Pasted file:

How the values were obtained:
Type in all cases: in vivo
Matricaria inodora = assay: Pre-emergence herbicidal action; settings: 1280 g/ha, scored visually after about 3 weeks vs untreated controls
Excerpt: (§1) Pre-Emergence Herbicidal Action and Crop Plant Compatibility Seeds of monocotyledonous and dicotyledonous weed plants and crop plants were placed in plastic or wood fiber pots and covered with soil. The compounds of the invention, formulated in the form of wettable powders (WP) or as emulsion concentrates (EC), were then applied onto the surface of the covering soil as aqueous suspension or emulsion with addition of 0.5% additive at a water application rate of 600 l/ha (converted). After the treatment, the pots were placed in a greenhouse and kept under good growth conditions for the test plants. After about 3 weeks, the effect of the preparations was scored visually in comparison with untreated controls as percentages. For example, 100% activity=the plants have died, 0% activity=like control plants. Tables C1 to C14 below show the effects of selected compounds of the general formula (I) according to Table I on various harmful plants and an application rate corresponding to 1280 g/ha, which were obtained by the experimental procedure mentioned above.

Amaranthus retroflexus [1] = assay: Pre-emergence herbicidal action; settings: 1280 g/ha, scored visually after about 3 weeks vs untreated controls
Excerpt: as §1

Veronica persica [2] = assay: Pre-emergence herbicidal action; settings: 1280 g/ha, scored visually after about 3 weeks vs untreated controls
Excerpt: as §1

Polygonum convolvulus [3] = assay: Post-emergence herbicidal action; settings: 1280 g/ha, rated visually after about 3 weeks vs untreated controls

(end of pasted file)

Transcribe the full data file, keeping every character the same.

How the values were obtained:
Type in all cases: in vivo
Matricaria inodora = assay: Pre-emergence herbicidal action; settings: 1280 g/ha, scored visually after about 3 weeks vs untreated controls
Excerpt: (§1) Pre-Emergence Herbicidal Action and Crop Plant Compatibility Seeds of monocotyledonous and dicotyledonous weed plants and crop plants were placed in plastic or wood fiber pots and covered with soil. The compounds of the invention, formulated in the form of wettable powders (WP) or as emulsion concentrates (EC), were then applied onto the surface of the covering soil as aqueous suspension or emulsion with addition of 0.5% additive at a water application rate of 600 l/ha (converted). After the treatment, the pots were placed in a greenhouse and kept under good growth conditions for the test plants. After about 3 weeks, the effect of the preparations was scored visually in comparison with untreated controls as percentages. For example, 100% activity=the plants have died, 0% activity=like control plants. Tables C1 to C14 below show the effects of selected compounds of the general formula (I) according to Table I on various harmful plants and an application rate corresponding to 1280 g/ha, which were obtained by the experimental procedure mentioned above.

Amaranthus retroflexus [1] = assay: Pre-emergence herbicidal action; settings: 1280 g/ha, scored visually after about 3 weeks vs untreated controls
Excerpt: as §1

Veronica persica [2] = assay: Pre-emergence herbicidal action; settings: 1280 g/ha, scored visually after about 3 weeks vs untreated controls
Excerpt: as §1

Polygonum convolvulus [3] = assay: Post-emergence herbicidal action; settings: 1280 g/ha, rated visually after about 3 weeks vs untreated controls